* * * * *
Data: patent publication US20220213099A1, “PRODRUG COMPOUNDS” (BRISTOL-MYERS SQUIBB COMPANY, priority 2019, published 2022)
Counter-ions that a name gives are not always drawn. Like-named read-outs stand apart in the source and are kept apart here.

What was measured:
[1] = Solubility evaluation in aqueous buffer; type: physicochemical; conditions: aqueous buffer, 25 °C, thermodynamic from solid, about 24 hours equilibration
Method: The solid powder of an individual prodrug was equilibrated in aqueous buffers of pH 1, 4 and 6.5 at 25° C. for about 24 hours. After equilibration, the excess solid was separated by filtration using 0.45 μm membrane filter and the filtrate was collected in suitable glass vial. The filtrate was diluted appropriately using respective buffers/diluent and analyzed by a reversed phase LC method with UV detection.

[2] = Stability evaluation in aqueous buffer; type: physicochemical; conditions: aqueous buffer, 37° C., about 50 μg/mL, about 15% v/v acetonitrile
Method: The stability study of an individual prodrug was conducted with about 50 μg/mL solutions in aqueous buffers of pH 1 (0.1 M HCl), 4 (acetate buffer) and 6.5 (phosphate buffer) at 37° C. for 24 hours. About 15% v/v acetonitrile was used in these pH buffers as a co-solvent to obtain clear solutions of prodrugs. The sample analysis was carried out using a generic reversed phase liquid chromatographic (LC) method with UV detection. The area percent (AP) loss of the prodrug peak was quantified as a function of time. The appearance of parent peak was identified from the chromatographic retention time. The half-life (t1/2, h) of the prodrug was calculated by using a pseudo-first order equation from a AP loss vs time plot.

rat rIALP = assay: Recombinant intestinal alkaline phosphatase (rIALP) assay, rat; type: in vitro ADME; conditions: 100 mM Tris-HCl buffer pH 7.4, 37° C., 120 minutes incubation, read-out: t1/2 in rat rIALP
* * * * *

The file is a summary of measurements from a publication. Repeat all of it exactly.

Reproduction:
Data: patent publication US20220213099A1, “PRODRUG COMPOUNDS” (BRISTOL-MYERS SQUIBB COMPANY, priority 2019, published 2022)
Counter-ions that a name gives are not always drawn. Like-named read-outs stand apart in the source and are kept apart here.

What was measured:
[1] = Solubility evaluation in aqueous buffer; type: physicochemical; conditions: aqueous buffer, 25 °C, thermodynamic from solid, about 24 hours equilibration
Method: The solid powder of an individual prodrug was equilibrated in aqueous buffers of pH 1, 4 and 6.5 at 25° C. for about 24 hours. After equilibration, the excess solid was separated by filtration using 0.45 μm membrane filter and the filtrate was collected in suitable glass vial. The filtrate was diluted appropriately using respective buffers/diluent and analyzed by a reversed phase LC method with UV detection.

[2] = Stability evaluation in aqueous buffer; type: physicochemical; conditions: aqueous buffer, 37° C., about 50 μg/mL, about 15% v/v acetonitrile
Method: The stability study of an individual prodrug was conducted with about 50 μg/mL solutions in aqueous buffers of pH 1 (0.1 M HCl), 4 (acetate buffer) and 6.5 (phosphate buffer) at 37° C. for 24 hours. About 15% v/v acetonitrile was used in these pH buffers as a co-solvent to obtain clear solutions of prodrugs. The sample analysis was carried out using a generic reversed phase liquid chromatographic (LC) method with UV detection. The area percent (AP) loss of the prodrug peak was quantified as a function of time. The appearance of parent peak was identified from the chromatographic retention time. The half-life (t1/2, h) of the prodrug was calculated by using a pseudo-first order equation from a AP loss vs time plot.

rat rIALP = assay: Recombinant intestinal alkaline phosphatase (rIALP) assay, rat; type: in vitro ADME; conditions: 100 mM Tris-HCl buffer pH 7.4, 37° C., 120 minutes incubation, read-out: t1/2 in rat rIALP